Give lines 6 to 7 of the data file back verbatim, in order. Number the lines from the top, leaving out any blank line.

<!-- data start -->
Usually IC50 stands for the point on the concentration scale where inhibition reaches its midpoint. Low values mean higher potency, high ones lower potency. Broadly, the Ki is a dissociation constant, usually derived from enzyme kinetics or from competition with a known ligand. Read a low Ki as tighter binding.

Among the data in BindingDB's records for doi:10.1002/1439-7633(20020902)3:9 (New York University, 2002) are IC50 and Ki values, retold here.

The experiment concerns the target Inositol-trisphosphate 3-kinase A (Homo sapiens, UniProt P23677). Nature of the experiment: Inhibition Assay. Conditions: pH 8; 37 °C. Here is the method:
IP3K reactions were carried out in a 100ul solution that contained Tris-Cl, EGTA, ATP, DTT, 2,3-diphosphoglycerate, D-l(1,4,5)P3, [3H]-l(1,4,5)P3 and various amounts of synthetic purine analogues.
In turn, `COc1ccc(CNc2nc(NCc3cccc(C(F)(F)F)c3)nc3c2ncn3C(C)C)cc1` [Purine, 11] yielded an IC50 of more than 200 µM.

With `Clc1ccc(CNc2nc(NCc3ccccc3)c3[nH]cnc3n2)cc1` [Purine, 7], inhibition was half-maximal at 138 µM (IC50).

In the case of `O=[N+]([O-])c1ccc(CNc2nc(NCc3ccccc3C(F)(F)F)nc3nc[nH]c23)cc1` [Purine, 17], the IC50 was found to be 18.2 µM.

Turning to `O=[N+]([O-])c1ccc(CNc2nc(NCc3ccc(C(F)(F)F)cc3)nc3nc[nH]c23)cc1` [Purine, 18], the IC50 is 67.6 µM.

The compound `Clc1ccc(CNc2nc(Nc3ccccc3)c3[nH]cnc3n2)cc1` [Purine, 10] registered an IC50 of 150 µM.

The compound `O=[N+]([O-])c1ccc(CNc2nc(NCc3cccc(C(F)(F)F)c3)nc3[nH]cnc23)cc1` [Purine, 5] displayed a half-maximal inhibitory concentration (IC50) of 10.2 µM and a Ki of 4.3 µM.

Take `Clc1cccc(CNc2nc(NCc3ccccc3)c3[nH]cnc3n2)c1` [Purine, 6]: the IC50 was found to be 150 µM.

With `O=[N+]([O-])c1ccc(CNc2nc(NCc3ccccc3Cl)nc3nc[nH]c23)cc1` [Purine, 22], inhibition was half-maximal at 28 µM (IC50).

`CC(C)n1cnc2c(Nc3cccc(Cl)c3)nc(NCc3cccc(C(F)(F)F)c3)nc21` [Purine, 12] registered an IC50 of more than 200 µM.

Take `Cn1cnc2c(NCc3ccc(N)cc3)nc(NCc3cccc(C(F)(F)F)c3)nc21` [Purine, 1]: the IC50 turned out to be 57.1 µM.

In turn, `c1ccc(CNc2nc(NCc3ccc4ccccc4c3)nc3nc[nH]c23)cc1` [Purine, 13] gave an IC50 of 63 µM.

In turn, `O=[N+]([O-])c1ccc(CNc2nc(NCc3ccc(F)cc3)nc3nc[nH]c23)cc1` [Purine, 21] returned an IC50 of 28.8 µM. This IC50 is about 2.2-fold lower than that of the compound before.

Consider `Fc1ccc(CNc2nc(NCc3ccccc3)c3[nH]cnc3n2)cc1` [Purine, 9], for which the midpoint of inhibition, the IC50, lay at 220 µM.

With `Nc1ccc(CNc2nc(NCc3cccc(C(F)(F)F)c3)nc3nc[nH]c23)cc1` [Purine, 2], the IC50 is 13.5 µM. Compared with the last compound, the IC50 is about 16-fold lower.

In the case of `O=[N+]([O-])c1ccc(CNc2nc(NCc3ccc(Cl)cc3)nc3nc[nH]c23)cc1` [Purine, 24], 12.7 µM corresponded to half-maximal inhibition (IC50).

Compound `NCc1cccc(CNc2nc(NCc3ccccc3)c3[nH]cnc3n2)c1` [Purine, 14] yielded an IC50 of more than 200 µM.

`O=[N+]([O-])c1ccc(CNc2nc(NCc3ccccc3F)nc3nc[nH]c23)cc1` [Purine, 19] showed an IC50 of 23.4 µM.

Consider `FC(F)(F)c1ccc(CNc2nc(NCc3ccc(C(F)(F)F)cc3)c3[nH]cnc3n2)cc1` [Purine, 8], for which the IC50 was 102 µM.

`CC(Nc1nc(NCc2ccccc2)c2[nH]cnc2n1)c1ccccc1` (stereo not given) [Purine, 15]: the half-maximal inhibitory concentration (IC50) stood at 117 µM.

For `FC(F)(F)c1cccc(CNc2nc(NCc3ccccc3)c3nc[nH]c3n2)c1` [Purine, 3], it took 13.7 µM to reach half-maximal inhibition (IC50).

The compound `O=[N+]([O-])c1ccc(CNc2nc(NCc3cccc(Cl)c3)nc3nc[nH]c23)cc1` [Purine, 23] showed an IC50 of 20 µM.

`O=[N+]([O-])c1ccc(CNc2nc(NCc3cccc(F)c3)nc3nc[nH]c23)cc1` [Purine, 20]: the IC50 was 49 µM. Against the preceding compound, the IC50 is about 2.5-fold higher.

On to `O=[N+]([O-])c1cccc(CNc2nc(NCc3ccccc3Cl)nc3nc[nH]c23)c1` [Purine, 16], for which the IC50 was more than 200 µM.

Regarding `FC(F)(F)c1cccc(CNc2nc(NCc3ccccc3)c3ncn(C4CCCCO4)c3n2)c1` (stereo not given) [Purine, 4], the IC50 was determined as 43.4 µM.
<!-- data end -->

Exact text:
With `Clc1ccc(CNc2nc(NCc3ccccc3)c3[nH]cnc3n2)cc1` [Purine, 7], inhibition was half-maximal at 138 µM (IC50).

In the case of `O=[N+]([O-])c1ccc(CNc2nc(NCc3ccccc3C(F)(F)F)nc3nc[nH]c23)cc1` [Purine, 17], the IC50 was found to be 18.2 µM.